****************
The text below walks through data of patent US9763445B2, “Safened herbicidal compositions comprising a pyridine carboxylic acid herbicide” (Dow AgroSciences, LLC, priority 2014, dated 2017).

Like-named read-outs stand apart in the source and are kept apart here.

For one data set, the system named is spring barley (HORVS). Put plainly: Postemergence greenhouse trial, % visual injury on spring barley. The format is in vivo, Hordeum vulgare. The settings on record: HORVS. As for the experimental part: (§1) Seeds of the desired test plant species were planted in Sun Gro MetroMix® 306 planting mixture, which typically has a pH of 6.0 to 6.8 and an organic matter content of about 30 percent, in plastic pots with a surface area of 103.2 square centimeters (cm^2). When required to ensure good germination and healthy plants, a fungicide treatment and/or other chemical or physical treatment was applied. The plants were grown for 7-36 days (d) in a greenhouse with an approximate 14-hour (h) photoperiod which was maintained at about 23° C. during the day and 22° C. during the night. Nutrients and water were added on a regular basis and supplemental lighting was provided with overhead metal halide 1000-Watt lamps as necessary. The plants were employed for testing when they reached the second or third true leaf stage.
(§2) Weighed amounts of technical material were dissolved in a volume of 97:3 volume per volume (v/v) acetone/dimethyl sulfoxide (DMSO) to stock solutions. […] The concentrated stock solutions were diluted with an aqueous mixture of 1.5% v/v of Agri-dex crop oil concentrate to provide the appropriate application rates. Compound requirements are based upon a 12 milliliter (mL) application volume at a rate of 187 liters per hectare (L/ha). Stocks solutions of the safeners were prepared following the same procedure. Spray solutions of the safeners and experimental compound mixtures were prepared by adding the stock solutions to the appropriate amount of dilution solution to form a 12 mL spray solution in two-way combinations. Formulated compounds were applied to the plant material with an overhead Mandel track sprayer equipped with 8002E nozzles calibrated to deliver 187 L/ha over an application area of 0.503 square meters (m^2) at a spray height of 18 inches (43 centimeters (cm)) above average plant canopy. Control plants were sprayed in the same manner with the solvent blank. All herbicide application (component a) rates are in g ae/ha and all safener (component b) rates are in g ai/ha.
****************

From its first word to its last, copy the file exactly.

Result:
The text below walks through data of patent US9763445B2, “Safened herbicidal compositions comprising a pyridine carboxylic acid herbicide” (Dow AgroSciences, LLC, priority 2014, dated 2017).

Like-named read-outs stand apart in the source and are kept apart here.

For one data set, the system named is spring barley (HORVS). Put plainly: Postemergence greenhouse trial, % visual injury on spring barley. The format is in vivo, Hordeum vulgare. The settings on record: HORVS. As for the experimental part: (§1) Seeds of the desired test plant species were planted in Sun Gro MetroMix® 306 planting mixture, which typically has a pH of 6.0 to 6.8 and an organic matter content of about 30 percent, in plastic pots with a surface area of 103.2 square centimeters (cm^2). When required to ensure good germination and healthy plants, a fungicide treatment and/or other chemical or physical treatment was applied. The plants were grown for 7-36 days (d) in a greenhouse with an approximate 14-hour (h) photoperiod which was maintained at about 23° C. during the day and 22° C. during the night. Nutrients and water were added on a regular basis and supplemental lighting was provided with overhead metal halide 1000-Watt lamps as necessary. The plants were employed for testing when they reached the second or third true leaf stage.
(§2) Weighed amounts of technical material were dissolved in a volume of 97:3 volume per volume (v/v) acetone/dimethyl sulfoxide (DMSO) to stock solutions. […] The concentrated stock solutions were diluted with an aqueous mixture of 1.5% v/v of Agri-dex crop oil concentrate to provide the appropriate application rates. Compound requirements are based upon a 12 milliliter (mL) application volume at a rate of 187 liters per hectare (L/ha). Stocks solutions of the safeners were prepared following the same procedure. Spray solutions of the safeners and experimental compound mixtures were prepared by adding the stock solutions to the appropriate amount of dilution solution to form a 12 mL spray solution in two-way combinations. Formulated compounds were applied to the plant material with an overhead Mandel track sprayer equipped with 8002E nozzles calibrated to deliver 187 L/ha over an application area of 0.503 square meters (m^2) at a spray height of 18 inches (43 centimeters (cm)) above average plant canopy. Control plants were sprayed in the same manner with the solvent blank. All herbicide application (component a) rates are in g ae/ha and all safener (component b) rates are in g ai/ha.